I could be wrong about where Sarah got Hagar, of course.  Abraham and Sarah grew up wealthy and rather spoiled.  Sarah’s original name, Sarai, literally translates as, “princess.”  They grew up owning slaves, and they’d purchased more while living in Haran (Genesis 12:5), so maybe Hagar was given to Sarah by Terah, her father.  Still, Hagar was an Egyptian slave.  She was considered young and fertile enough to produce children, and she belonged specifically to Sarah.  I think it makes the most sense to assume Hagar was brought into the household during Genesis 12:16.

Was she born into slavery?  Was she sold into slavery by her parents?  Was it to pay a debt? Because her father didn’t want to provide her with a dowery?  Did she voluntarily sell herself into slavery to survive poverty?  To leave an abusive home even worse than bondage?  We just aren’t told, and that can be frustrating.  Like so many people in the Bible, we aren’t given the entire life’s story.  We don’t know anything about Hagar’s life before she was acquired by Abraham and Sarah except that she was an Egyptian who spent a huge portion of her life as someone else’s property.

The Trafficking of Sarah Continues
Remember back in Part 1 of The Trafficking of Sarah when I told you that Sarah was both a victim and a perpetrator in her lifetime?  Well, this is the perpetrator part.  Sarah passed Hagar to her husband (and we’ll get into that in more detail in part 2) as a concubine.  Hagar was forced to have sex with Abraham in the hopes of producing a child.  Just as we’re told nothing of Sarah’s feelings in chapter 12, we are given nothing of Hagar’s feelings about Abraham or whether she consented to this arrangement.

Margin Note, 2017.

Was this a rape situation?  It certainly could have been, and by our modern standards, the power differential here defines the relationship as problematic in the extreme.  This is where the cultural divide of 4,000 years becomes difficult for us.  It could have been forcible rape, but it’s also possible that Hagar was happy about being elevated to concubine status.  It is a distinct probability, and there are verses that actually support this idea.  Was Hagar pleased when she became pregnant, or did she view her impending motherhood as an unwanted state, another layer of her bondage?  Verses support this idea, too.  Again, in her own time and place, Hagar’s elevation to motherhood–and ahead of her owner–was a badge of honor and worth.  But we’re not told, so we can’t know.  Hagar’s feelings about her situation are not laid out for us.  They aren’t part of the main thing for our author, so we are left to ponder and speculate.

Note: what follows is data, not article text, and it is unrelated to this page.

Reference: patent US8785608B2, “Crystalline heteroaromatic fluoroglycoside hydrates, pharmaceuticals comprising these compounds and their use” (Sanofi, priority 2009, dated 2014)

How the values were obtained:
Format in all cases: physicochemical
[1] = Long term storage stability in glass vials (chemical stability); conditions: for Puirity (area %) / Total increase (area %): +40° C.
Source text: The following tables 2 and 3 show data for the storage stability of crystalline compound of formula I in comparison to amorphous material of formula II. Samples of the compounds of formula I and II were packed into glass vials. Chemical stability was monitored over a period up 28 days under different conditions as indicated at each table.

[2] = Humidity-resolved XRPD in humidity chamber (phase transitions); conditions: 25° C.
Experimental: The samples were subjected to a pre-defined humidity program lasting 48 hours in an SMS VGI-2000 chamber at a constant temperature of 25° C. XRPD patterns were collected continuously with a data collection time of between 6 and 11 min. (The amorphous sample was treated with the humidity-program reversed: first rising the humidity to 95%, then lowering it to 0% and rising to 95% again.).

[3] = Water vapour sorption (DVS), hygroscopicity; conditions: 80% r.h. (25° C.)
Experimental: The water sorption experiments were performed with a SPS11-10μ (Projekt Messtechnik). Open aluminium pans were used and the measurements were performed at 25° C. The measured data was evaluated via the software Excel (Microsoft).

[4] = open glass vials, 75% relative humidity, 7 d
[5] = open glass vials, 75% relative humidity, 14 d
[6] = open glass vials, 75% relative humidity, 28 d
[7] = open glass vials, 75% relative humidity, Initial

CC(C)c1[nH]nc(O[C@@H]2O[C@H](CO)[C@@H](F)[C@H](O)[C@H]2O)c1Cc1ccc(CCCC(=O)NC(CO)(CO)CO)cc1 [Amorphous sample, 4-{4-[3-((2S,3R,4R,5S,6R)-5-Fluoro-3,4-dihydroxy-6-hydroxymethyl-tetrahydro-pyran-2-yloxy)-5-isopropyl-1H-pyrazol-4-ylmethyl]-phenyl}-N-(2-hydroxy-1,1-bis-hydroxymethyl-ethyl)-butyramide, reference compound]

Hagar and Sarah do get a little more screen time (page time?) than most of the women in our Bible, so we get a few insights into how their relationship deteriorated and how they both felt as the whole thing devolved into a dumpster fire of envy and power struggle.  Both women are diminished by the whole affair, and both women are cruel in their own capacities.  We’ll look at that pretty hard in this series because it’s an important dynamic.  It speaks to larger biblical questions about why Adam is blamed for the Fall instead of Eve, how God feels about polygamy, and how God feels about slavery.  The relationship between Hagar and Sarah has a lot of important things to say.

The Issues in Hagar’s Story
Abraham and Sarah, who were servants of the Living God, showed Hagar no mercy and gave her no dignity.  Hagar’s story raises several questions of its own and adds to several others.

  • Why are women of the Bible so beset with maltreatment, even among God’s people?
  • Why doesn’t slavery get roundly condemned by God in the Bible?
  • Why does God allow Abraham and Sarah to treat Hagar as they do?
  • Why are Hagar and Ishmael seemingly cursed by God to be enemies of Israel?
  • Why doesn’t God seem to say anything about all of this?

These are not silly questions.  They are vital questions, and we must seek proper answers for them in order to see what the Bible is telling us about God and his work in the Bible’s story.  Without getting a few answers, we can never hope to adequately explain our faith and our hope to non-believers who accuse God, the Bible, or faith in general of supporting and encouraging these evils.

That’s what The Handmaid & Her Son series will be about.  I’m here to address as many of these questions as I can, and my hope is that it will provide some comfort, some security, or some passion for deeper study in someone else.

Between now and part 2, which will probably be a full week or more in coming as I outline how to organize such a huge intersection of “issues,” I’d like you to read the book of Genesis.  Just read it.  You don’t need to study anything or look up anything or analyze anything.  Just read the whole book.  It’s 50 chapters, but you can easily read it from start to finish at least once within a week’s time.  Set aside 20-30 minutes and read Genesis a little each day until you’re done.  Get the whole picture of Genesis in your head, and refresh your memory about the different names and places that Genesis covers.  It will help you in the posts that come later.

Happy New Year!  I’ll see you next time.

Nasleh for Müller 2
“Profile Head of a Young Woman” by Leopold Carl Müller, Austrian, 1873-1874.  Painting is housed in the Walters Art Museum of Baltimore, Maryland, USA.  The model who posed for this painting (and the other shown above) was a young Egyptian woman.  Her name is Nasleh.